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  Directed by
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  Starring
  Specs
  • Full Frame
  • Dual Layer ( )
  Languages
  • English: Dolby Digital Mono
  Subtitles
    English, English - Hearing Impaired
  Extras
  • Audio commentary - From two of the lead actors.
  • 6 Featurette
  • Photo gallery
  • Animated menus
  • Interactive film trivia - Onscreen information subtitles.

Doctor Who - The Tomb of the Cybermen

BBC/Roadshow Entertainment . R4 . B&W . 96 mins . PG . PAL

  Feature
Contract

The Tomb Of The Cybermen is the latest Doctor Who adventure to be released in Region 4 and is arguably the best value release so far. The Doctor had many adventures in the thirty-three years the show was on television but few, so far, have been released on DVD. If you were to ask fans which adventure they would have chosen to release next, it is very unlikely that many would have nominated an older story such as The Tomb Of The Cybermen, but no fan should be disappointed by this release.

"You might almost say they've had a complete 'metal' breakdown."

Allow me to introduce the (second) Doctor, played by Patrick Troughton from 1966 to 1969. He is a recorder-playing, cheeky, and youthful reincarnation (regeneration) of his predecessor. He possesses a fine sense of humour, and at times appears to be losing control of the situation. Somehow though, The Doctor always manages to save the day. He is accompanied in this adventure by Jamie (Frazer Hines), a Scotsman who is a brave but simple young man, and Victoria (Deborah Watling), a young and inquisitive lass in her first adventure as a companion.

Our three adventurers have landed on Telos - homeworld of the Cybermen - where a team of archaeologists from Earth is attempting to enter the fortified city of Telos to determine what became of them. It is believed they are long dead, as they have not been heard from in five hundred years. However, the city is not as 'dead' as it appears as before they barely begin, the first of several deaths occurs. It becomes clear the Cybermen are indeed buried in this tomb, and that someone has plans to revive them - but why?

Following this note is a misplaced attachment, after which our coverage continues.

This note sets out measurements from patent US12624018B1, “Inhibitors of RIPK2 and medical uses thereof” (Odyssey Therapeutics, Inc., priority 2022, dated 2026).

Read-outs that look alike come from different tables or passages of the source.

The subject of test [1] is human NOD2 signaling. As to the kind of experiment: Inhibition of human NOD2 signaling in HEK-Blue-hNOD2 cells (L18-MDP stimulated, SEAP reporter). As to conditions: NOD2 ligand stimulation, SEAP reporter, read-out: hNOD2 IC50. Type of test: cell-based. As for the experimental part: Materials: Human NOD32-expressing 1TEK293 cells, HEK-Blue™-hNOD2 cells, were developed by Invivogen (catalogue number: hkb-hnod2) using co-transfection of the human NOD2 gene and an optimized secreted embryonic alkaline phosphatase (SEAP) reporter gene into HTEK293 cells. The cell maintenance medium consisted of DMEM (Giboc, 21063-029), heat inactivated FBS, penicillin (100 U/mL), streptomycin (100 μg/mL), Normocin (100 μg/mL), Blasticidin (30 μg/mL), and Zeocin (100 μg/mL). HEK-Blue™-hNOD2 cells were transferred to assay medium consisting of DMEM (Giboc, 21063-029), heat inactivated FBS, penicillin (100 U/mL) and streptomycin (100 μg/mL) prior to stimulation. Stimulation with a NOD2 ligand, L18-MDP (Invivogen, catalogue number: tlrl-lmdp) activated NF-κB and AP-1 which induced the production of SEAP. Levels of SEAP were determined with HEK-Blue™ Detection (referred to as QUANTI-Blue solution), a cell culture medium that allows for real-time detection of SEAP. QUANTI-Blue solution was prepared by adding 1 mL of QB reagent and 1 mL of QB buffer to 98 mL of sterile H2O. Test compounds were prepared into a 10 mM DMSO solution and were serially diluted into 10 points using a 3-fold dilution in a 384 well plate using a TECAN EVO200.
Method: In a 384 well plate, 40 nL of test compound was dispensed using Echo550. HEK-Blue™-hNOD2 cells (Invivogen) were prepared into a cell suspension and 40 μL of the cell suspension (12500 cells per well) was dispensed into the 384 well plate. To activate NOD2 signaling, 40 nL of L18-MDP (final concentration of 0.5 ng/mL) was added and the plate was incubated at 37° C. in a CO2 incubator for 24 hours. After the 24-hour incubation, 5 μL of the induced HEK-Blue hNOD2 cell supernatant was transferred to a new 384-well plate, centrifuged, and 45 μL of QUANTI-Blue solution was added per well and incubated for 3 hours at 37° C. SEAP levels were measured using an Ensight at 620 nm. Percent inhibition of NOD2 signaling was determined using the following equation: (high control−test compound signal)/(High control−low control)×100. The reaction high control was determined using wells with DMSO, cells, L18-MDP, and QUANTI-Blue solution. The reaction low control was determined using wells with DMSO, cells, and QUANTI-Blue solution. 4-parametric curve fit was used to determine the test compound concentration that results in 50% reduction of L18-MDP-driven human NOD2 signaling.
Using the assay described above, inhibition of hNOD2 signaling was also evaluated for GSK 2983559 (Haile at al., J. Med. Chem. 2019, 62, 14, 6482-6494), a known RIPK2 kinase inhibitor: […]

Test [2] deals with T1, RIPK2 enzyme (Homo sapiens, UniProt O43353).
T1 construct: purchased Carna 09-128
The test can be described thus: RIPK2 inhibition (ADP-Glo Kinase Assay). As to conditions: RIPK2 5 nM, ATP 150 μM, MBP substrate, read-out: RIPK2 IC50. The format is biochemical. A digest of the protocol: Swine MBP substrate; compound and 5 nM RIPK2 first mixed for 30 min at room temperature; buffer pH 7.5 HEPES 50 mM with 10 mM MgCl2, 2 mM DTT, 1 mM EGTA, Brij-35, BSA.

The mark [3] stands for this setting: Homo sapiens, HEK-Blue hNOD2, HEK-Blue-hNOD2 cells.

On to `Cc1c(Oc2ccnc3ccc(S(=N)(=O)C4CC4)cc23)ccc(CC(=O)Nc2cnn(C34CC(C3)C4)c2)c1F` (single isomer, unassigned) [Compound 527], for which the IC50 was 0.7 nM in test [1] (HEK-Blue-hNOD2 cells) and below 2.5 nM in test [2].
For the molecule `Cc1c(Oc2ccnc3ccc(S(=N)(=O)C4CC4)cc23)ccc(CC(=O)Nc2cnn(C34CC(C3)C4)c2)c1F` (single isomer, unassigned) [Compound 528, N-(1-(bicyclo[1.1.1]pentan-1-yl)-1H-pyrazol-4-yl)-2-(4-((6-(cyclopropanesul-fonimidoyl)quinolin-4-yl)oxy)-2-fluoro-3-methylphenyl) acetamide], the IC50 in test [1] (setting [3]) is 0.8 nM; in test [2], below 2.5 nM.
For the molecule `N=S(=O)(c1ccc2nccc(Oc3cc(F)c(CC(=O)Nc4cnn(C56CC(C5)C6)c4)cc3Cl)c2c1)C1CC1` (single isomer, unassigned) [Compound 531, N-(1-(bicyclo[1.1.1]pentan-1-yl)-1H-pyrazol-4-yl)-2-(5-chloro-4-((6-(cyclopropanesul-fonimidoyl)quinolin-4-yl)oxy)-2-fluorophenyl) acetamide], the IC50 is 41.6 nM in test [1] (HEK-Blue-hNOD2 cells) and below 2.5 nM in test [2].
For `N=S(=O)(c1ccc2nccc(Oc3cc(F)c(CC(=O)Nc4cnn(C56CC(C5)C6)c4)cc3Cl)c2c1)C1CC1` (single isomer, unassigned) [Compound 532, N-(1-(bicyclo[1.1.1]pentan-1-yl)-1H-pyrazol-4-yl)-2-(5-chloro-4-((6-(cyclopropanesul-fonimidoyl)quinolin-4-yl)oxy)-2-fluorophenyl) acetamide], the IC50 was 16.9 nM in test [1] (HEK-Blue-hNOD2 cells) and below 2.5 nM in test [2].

It is important when watching this to keep in mind that The Tomb Of The Cybermen was first shown in 1967, so yes, it is black and white. It is also an adventure that was thought to be 'lost' until 1992 when all four episodes were discovered in a Hong Kong television studio and returned to the BBC - much to their delight. Note; the BBC had a policy in the 1970s of reusing videotape to save money and Doctor Who was a prime target. As such, many adventures were simply recorded over and lost forever. In the years since, many episodes have been uncovered in foreign television studios and backyard sheds, but the list of missing episodes is still significant.

Doctor Who is primarily a television show for children, filmed quickly and cheaply. This is especially true of its first 10 years. This means that, as an adult, there are many aspects of the show that will make you cringe. Some of the acting is as wooden as the sets, and the cheap special effects show up clearly in all their restored glory (it's wire, string and styro-foam city in there!). There are actors literally tripping over their own feet, costumes with gaping rips in them and fluffed lines that time did not allow to reshoot. So why should you buy this? Simple - it's Doctor Who, it's fun, it's a piece of television history and because it has had a real labour of love applied to it and makes great viewing, despite its age.

  Video
Contract

As mentioned above, The Tomb Of The Cybermen, is 35 years old and was never meant to be viewed on the quality of home theatre equipment available today. With this in mind, I slipped the disc in the player expecting to be presented with countless examples of every known glitch, film artefact and video problem known to person-kind. What I wasn't expecting was a rather clean, smooth and enjoyable viewing experience. It was instantly clear this release has had much time, love, and money spent on it.